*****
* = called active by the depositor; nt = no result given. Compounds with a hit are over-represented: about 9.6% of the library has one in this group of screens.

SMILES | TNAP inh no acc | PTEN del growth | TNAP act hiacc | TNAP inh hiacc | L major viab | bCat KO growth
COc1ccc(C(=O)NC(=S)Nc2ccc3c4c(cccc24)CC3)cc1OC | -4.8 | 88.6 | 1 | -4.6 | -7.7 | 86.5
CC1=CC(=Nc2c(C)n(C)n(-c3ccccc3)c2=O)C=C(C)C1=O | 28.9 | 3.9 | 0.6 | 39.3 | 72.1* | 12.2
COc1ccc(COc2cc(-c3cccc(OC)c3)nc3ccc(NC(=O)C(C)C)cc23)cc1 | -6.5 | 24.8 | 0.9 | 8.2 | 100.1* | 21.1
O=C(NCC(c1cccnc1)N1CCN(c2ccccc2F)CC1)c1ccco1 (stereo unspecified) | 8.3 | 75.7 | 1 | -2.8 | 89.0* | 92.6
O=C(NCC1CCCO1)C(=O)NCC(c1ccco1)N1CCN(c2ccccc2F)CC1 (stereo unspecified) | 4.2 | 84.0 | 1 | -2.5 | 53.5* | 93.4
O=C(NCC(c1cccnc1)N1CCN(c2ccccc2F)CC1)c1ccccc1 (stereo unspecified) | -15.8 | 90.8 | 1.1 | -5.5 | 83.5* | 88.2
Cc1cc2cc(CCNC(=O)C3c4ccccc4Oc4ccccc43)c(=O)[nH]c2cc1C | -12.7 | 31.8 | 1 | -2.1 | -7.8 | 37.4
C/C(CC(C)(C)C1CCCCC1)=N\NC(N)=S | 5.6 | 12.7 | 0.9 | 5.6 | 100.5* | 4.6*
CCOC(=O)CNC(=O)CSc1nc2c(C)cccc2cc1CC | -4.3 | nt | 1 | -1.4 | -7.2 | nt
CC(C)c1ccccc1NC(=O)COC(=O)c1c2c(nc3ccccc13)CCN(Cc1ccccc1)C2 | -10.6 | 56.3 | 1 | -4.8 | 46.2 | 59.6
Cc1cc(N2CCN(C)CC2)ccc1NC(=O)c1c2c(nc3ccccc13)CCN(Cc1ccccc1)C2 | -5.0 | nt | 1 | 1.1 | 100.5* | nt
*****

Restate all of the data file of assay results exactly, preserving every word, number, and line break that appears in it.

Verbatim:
* = called active by the depositor; nt = no result given. Compounds with a hit are over-represented: about 9.6% of the library has one in this group of screens.

SMILES | TNAP inh no acc | PTEN del growth | TNAP act hiacc | TNAP inh hiacc | L major viab | bCat KO growth
COc1ccc(C(=O)NC(=S)Nc2ccc3c4c(cccc24)CC3)cc1OC | -4.8 | 88.6 | 1 | -4.6 | -7.7 | 86.5
CC1=CC(=Nc2c(C)n(C)n(-c3ccccc3)c2=O)C=C(C)C1=O | 28.9 | 3.9 | 0.6 | 39.3 | 72.1* | 12.2
COc1ccc(COc2cc(-c3cccc(OC)c3)nc3ccc(NC(=O)C(C)C)cc23)cc1 | -6.5 | 24.8 | 0.9 | 8.2 | 100.1* | 21.1
O=C(NCC(c1cccnc1)N1CCN(c2ccccc2F)CC1)c1ccco1 (stereo unspecified) | 8.3 | 75.7 | 1 | -2.8 | 89.0* | 92.6
O=C(NCC1CCCO1)C(=O)NCC(c1ccco1)N1CCN(c2ccccc2F)CC1 (stereo unspecified) | 4.2 | 84.0 | 1 | -2.5 | 53.5* | 93.4
O=C(NCC(c1cccnc1)N1CCN(c2ccccc2F)CC1)c1ccccc1 (stereo unspecified) | -15.8 | 90.8 | 1.1 | -5.5 | 83.5* | 88.2
Cc1cc2cc(CCNC(=O)C3c4ccccc4Oc4ccccc43)c(=O)[nH]c2cc1C | -12.7 | 31.8 | 1 | -2.1 | -7.8 | 37.4
C/C(CC(C)(C)C1CCCCC1)=N\NC(N)=S | 5.6 | 12.7 | 0.9 | 5.6 | 100.5* | 4.6*
CCOC(=O)CNC(=O)CSc1nc2c(C)cccc2cc1CC | -4.3 | nt | 1 | -1.4 | -7.2 | nt
CC(C)c1ccccc1NC(=O)COC(=O)c1c2c(nc3ccccc13)CCN(Cc1ccccc1)C2 | -10.6 | 56.3 | 1 | -4.8 | 46.2 | 59.6
Cc1cc(N2CCN(C)CC2)ccc1NC(=O)c1c2c(nc3ccccc13)CCN(Cc1ccccc1)C2 | -5.0 | nt | 1 | 1.1 | 100.5* | nt